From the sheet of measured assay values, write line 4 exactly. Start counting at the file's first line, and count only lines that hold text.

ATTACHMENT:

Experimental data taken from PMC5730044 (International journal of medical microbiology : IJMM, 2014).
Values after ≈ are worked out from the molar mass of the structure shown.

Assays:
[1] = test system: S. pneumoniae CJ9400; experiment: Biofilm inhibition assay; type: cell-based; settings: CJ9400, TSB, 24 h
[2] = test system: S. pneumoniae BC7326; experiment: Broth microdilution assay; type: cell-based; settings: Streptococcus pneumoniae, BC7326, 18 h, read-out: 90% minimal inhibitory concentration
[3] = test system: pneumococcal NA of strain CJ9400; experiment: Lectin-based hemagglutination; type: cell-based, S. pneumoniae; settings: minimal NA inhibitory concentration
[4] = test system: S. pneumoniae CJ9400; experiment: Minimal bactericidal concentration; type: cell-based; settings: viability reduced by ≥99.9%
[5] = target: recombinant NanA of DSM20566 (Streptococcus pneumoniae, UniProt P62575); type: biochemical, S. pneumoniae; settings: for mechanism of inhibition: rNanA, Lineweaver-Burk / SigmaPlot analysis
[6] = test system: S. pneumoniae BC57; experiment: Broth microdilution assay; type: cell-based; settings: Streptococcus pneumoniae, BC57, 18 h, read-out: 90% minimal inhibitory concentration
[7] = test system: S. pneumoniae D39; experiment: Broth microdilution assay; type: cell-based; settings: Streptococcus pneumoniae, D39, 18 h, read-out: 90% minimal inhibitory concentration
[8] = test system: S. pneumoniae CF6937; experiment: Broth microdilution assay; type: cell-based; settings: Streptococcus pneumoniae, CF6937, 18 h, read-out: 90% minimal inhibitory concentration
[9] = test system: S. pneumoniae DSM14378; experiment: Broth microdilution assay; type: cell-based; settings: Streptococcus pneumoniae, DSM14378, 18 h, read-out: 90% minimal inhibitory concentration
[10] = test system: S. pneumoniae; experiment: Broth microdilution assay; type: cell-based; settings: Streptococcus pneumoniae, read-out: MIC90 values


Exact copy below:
[1] = test system: S. pneumoniae CJ9400; experiment: Biofilm inhibition assay; type: cell-based; settings: CJ9400, TSB, 24 h